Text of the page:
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Leitao v. Damon G. Douglas Co.

New Jersey Superior Court, Appellate Division


May 22, 1997

AGOSTINHO LEITAO AND ELIZABETH LEITAO, PLAINTIFFS-RESPONDENTS,
v.
DAMON G. DOUGLAS COMPANY, TORSIELLO COMPANY & SONS, INC., DEFENDANTS-RESPONDENTS, JOHN F. KENNEDY HOSPITAL, AND THE ABC COMPANY, DEFENDANTS. AND DAMON G. DOUGLAS COMPANY, DEFENDANT-RESPONDENT/THIRD PARTY PLAINTIFF, V. S & J ELECTRICAL CONTRACTORS, THIRD-PARTY DEFENDANT-APPELLANT.

On appeal from Superior Court of New Jersey, Law Division, Hudson County.

Approved for Publication May 26, 1997.

Before Judges Baime, P.g. Levy and Braithwaite. The opinion of the court was delivered by Baime, J.A.D.

The opinion of the court was delivered by: Baime

The opinion of the court was delivered by

BAIME, J.A.D.

This appeal requires us to construe an indemnification clause in an agreement between a general contractor and a subcontractor. The clause requires the subcontractor to indemnify the contractor for all claims caused in whole or in part by a negligent act of the subcontractor or its employees regardless of whether they also are caused in part by the contractor. An employee of the subcontractor was injured at the job site while engaged in his work duties and brought suit against the contractor. A jury found the contractor 51% negligent and the employee 49% negligent. The damage award was molded accordingly. Following entry of judgment, the Law Division granted the contractor's claim for contractual indemnity. The subcontractor appeals, contending that the Law Division misinterpreted the indemnification clause. We disagree and affirm the Law Division's judgment.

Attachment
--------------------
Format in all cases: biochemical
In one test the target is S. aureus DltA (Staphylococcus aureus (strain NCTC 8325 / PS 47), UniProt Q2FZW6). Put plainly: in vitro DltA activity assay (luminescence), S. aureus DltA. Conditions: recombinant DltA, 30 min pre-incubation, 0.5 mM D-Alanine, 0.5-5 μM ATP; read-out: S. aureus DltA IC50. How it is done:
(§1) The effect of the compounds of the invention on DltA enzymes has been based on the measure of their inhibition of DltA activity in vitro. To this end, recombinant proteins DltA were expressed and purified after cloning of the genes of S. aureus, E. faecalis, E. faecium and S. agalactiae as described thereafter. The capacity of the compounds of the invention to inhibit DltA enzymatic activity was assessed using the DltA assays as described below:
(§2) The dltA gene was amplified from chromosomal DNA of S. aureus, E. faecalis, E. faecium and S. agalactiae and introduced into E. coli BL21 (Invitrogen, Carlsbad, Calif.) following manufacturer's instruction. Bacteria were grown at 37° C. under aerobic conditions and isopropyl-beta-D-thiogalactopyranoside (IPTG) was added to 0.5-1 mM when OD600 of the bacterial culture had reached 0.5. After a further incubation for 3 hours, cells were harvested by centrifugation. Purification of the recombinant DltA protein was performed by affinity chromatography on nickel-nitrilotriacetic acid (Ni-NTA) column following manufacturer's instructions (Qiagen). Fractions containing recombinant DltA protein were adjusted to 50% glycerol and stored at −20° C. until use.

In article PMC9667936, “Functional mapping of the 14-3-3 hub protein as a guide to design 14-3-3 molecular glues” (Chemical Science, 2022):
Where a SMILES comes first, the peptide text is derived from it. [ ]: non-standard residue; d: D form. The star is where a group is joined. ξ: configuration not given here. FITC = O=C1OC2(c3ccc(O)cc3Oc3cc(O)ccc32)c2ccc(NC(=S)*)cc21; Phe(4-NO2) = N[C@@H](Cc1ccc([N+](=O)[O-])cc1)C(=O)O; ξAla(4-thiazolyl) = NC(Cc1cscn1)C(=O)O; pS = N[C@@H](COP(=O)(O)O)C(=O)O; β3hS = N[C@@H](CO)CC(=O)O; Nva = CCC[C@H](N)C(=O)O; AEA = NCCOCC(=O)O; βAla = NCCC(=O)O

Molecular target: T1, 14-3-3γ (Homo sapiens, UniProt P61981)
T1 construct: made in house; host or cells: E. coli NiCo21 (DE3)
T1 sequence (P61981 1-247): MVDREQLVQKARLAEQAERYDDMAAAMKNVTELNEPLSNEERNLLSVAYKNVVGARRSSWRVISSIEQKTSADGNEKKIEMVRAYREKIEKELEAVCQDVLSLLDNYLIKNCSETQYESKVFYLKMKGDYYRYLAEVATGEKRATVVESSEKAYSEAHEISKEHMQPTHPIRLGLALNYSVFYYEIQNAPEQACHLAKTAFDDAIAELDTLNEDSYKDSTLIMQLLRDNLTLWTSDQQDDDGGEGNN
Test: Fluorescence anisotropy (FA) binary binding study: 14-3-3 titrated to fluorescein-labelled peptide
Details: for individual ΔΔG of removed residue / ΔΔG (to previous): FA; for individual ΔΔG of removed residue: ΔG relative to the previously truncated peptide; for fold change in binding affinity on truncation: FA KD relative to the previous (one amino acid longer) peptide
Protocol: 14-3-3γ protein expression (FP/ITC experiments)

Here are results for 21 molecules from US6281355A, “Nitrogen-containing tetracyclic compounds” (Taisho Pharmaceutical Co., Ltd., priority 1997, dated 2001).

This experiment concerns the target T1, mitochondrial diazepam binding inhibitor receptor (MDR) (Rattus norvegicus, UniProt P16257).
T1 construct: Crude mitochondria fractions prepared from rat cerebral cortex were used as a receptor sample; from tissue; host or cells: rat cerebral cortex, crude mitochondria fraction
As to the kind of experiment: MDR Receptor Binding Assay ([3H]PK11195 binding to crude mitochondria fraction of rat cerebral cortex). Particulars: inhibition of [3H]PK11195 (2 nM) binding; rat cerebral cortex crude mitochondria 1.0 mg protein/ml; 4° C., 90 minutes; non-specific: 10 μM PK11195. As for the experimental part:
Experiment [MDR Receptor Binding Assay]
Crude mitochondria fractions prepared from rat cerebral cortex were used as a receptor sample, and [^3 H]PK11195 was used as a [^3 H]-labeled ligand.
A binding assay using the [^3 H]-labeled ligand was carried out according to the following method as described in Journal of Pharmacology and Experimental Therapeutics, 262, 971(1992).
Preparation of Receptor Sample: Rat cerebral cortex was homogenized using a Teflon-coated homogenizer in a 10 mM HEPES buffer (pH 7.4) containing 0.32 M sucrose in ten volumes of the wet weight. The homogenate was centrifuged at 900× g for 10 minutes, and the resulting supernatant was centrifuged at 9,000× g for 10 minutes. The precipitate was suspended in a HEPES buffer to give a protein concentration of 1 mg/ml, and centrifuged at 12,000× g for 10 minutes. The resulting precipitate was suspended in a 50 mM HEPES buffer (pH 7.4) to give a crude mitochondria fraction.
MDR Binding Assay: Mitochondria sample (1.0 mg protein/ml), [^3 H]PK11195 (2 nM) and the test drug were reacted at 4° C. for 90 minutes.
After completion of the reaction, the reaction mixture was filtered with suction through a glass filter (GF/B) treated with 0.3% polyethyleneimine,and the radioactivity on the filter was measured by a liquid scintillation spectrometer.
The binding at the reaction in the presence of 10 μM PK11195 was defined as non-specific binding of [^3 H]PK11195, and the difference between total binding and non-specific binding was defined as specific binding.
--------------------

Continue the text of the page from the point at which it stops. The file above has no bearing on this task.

I.

Agostinho Leitao was employed by S&J Electrical Contractors (S&J). S&J entered into an agreement with Damon G. Douglas Company (Douglas) to perform electrical work at a construction project owned by JFK Hospital. As part of the electrical work, S&J was to install sleeves which would permit wires and cables to pass through the floors of the building. While engaged in this task, Leitao tripped and fell on wire mesh that had been installed by the masonry subcontractor, Torsiello & Sons (Torsiello), in preparation for pouring the concrete floors. At trial, Leitao acknowledged that he was fully aware of the presence of the wire mesh, but was not paying attention when the accident occurred. As he fell, Leitao extended his left hand which struck the wire mesh, causing severe lacerations.